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editorializing about the republican wreckage, criticizing the freshman for not compromising. the type of editorials we've seen all throughout this country. david brooks write in this op-ed, after last night's speech, it looks like, quote, the old guard wins. >> it's too early to tell. but we do know as a country have been held hostage by reckless extremist fanatics that the president is ensnare in a trap, a political crisis should not be a crisis. the real crisis is the joblessness in this country. he is in this trap i would argue because last night he showed a little more grit than kumbaya. there's a lot too much kumbaya in the president for the moment we're living in. real leadership does demand compromise. real leadership can't be defined by compromise. he spoke about compromise. he has not laid out strong principles, conviction in these
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last months that would have shaped a different debate. he spoke of reagan. do you remember doing the primaries, 2008. he said he admired reagan, the clintons jumped all over him. he meant he admired reagan because reagan reset the terms of the debate. the president had the opportunity to come out of the greatest financial crisis since the depression. and where i sit, progressive community, citizens who care about the state of this country, the joblessness crisis, wonder why he has not seized this opportunity to speak more effectively. >> why is it that george w. bush when he was sitting with a 28% approval rating and had nancy pelosi as speaker of the house still got what he wanted, still got a surge. and many other things through the house and the senate and this president who's been very popular. around 50% in terrible times, cannot seem to -- >> i think there are a number of factors. the number of factors.
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first of all, the president did pass two major pieces of legislation. they were diluted and gutted by lobbyists, etc., financial reform health care. that's a testament to someone. this president passed a health care reform bill without a single republican vote, which is astonishing. >> well, no. he had in the credit majorities as well, huge. >> not huge. but also -- >> 59 to 41. >> not to apologize for the president in terms of the leadership, better to be feared than loved. but let us not ignore something that the president said last night which is critical. we live in a system in dc which is -- it is stacked against ordinary middle class low-income people. this system is warped by corporate money, lobbyist money. that's played a role in ways we haven't seen in decades in this country. that's important to pay attention to -- you need compromise, but you can say to americans, i am on your side.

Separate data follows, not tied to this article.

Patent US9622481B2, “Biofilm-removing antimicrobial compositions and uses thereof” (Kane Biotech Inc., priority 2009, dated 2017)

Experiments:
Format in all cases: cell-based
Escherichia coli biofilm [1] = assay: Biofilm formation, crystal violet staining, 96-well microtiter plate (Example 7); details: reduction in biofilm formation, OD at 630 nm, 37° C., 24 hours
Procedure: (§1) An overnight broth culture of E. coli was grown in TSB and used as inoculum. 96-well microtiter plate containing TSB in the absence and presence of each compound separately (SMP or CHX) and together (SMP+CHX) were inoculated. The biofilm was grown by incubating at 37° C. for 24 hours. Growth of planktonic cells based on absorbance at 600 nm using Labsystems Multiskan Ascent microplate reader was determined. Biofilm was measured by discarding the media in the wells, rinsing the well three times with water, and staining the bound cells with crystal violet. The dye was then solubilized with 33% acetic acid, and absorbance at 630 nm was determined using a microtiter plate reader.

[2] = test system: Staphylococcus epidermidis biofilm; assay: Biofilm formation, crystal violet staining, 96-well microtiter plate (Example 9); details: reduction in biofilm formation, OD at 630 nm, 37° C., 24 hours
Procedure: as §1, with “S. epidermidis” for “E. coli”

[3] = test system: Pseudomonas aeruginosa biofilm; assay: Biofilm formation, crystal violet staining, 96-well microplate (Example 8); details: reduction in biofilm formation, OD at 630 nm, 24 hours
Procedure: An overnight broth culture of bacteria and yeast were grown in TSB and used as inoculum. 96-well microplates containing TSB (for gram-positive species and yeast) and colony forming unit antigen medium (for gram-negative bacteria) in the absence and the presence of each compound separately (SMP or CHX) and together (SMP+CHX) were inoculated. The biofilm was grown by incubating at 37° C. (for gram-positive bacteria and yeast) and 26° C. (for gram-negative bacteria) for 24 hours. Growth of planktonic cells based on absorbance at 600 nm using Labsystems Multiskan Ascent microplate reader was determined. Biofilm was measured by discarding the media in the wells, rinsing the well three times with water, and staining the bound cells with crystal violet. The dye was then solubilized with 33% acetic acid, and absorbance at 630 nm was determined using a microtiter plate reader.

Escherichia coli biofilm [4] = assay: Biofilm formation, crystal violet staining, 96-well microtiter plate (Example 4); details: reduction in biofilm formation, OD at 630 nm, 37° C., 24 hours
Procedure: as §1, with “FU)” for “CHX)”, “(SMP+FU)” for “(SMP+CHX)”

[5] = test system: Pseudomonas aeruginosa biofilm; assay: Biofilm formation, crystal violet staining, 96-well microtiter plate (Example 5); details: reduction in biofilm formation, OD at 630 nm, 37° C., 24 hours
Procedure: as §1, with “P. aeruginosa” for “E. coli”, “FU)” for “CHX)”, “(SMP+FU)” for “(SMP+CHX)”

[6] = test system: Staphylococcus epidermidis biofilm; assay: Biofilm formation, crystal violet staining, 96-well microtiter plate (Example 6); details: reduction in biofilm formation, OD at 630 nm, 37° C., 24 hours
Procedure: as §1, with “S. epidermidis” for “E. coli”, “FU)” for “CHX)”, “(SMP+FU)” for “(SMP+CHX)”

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get the government off of your backs and your side. the president haven't spoken to those who are paying in this country. last night's attempt was to be above the fray. i thought he was more of an educator in chief even though it was a little bit more grit than usual but too late in so many ways he doesn't shape the debate. >> the president's message was very moderate, very middle of the road, something that i think independents probably like hearing. at the same time, still as david brooks, tina, others have said, it sounded like he was talking in the past, even having that moderate, reasonable center ed statement puts him out of the debate. >> last night was another attempt by the president to frame it. his challenge is he keeps framing it to the same people. you've got to get out and make
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this case. we said before we got here, katrina, that if you look at -- the president is going to take a page out of president clinton. but you have to get out and pound and pound away and frame this all across the country. i think both president obama and speaker boehner said last night for the same reason they could stand up to the house republican freshmen. if you're john boehner, you have to understand a big thing -- he got rolled also, he want add big deal. if his speakership is going to be determined in the course of it of what freshmen, reckless, a lot of them have been just unreasonable. they're running this place. >> you say they're unreasonable. >> whatever you want to call them. >> but i'm saying -- >> on this issue, though, they are in charge. >> i'm saying the take in the national media has been that these people are radical and reckless and extremist. but at the end of the day, hold on -- at the end of the day, they get everything that they